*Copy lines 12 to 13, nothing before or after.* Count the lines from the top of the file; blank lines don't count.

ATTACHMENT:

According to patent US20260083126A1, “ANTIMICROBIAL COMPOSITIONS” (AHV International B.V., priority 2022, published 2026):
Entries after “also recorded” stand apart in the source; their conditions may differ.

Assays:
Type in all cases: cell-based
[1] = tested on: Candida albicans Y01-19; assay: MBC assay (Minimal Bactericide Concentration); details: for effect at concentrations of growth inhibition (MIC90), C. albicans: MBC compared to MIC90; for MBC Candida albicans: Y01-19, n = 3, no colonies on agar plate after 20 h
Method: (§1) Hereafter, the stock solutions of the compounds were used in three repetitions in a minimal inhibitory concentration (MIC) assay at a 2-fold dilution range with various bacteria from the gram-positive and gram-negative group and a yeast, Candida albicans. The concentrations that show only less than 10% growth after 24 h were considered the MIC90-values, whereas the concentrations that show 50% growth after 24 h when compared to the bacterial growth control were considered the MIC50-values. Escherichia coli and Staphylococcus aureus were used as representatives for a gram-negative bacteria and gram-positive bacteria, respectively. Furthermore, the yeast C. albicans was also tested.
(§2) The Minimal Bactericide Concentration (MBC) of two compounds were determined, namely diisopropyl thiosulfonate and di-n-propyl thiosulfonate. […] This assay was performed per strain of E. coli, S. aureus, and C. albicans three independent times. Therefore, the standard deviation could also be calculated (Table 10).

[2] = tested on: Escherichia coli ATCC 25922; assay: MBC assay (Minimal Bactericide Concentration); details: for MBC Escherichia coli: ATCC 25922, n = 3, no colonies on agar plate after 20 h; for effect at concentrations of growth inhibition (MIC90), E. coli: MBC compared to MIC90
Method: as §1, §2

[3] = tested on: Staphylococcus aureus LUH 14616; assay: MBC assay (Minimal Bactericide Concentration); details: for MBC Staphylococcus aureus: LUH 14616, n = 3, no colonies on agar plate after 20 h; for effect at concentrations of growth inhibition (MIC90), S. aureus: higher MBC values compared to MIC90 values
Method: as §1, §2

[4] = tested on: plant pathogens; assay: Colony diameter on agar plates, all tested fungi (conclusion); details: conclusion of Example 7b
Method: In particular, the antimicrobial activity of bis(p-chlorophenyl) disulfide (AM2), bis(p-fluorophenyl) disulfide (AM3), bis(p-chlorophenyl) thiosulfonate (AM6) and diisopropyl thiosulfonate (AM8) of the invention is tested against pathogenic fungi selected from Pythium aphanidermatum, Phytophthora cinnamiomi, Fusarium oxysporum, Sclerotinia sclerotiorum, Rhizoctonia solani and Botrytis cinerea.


[4] = tested on: plant pathogens; assay: Colony diameter on agar plates, all tested fungi (conclusion); details: conclusion of Example 7b
Method: In particular, the antimicrobial activity of bis(p-chlorophenyl) disulfide (AM2), bis(p-fluorophenyl) disulfide (AM3), bis(p-chlorophenyl) thiosulfonate (AM6) and diisopropyl thiosulfonate (AM8) of the invention is tested against pathogenic fungi selected from Pythium aphanidermatum, Phytophthora cinnamiomi, Fusarium oxysporum, Sclerotinia sclerotiorum, Rhizoctonia solani and Botrytis cinerea.